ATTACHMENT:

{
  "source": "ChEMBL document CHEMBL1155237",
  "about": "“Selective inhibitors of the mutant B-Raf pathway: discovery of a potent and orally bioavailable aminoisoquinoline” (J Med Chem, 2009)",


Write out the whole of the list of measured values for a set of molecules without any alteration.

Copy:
{
  "source": "ChEMBL document CHEMBL1155237",
  "about": "“Selective inhibitors of the mutant B-Raf pathway: discovery of a potent and orally bioavailable aminoisoquinoline” (J Med Chem, 2009)",